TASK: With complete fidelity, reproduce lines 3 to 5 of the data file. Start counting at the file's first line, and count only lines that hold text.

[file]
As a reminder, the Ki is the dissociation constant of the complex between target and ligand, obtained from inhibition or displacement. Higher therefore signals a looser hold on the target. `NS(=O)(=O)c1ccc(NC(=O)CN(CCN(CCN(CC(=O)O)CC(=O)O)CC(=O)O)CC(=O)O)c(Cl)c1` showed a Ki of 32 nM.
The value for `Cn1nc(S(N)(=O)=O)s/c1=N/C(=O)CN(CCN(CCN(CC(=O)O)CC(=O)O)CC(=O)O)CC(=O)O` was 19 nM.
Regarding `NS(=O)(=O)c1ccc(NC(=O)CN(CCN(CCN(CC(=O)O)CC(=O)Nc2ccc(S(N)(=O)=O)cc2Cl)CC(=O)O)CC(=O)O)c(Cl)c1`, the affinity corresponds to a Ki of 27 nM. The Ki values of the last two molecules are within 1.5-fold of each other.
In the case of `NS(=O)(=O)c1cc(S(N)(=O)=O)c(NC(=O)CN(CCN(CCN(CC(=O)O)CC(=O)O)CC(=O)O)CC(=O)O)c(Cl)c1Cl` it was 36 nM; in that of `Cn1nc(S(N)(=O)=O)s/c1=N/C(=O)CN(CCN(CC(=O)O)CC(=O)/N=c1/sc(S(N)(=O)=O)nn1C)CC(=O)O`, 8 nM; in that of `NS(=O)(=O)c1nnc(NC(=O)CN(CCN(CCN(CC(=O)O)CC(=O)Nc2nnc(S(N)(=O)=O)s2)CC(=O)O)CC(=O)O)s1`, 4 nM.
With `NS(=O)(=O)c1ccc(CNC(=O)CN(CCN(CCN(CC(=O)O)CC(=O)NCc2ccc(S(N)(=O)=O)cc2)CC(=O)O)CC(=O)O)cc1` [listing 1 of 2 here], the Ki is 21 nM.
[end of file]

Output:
Regarding `NS(=O)(=O)c1ccc(NC(=O)CN(CCN(CCN(CC(=O)O)CC(=O)Nc2ccc(S(N)(=O)=O)cc2Cl)CC(=O)O)CC(=O)O)c(Cl)c1`, the affinity corresponds to a Ki of 27 nM. The Ki values of the last two molecules are within 1.5-fold of each other.
In the case of `NS(=O)(=O)c1cc(S(N)(=O)=O)c(NC(=O)CN(CCN(CCN(CC(=O)O)CC(=O)O)CC(=O)O)CC(=O)O)c(Cl)c1Cl` it was 36 nM; in that of `Cn1nc(S(N)(=O)=O)s/c1=N/C(=O)CN(CCN(CC(=O)O)CC(=O)/N=c1/sc(S(N)(=O)=O)nn1C)CC(=O)O`, 8 nM; in that of `NS(=O)(=O)c1nnc(NC(=O)CN(CCN(CCN(CC(=O)O)CC(=O)Nc2nnc(S(N)(=O)=O)s2)CC(=O)O)CC(=O)O)s1`, 4 nM.
With `NS(=O)(=O)c1ccc(CNC(=O)CN(CCN(CCN(CC(=O)O)CC(=O)NCc2ccc(S(N)(=O)=O)cc2)CC(=O)O)CC(=O)O)cc1` [listing 1 of 2 here], the Ki is 21 nM.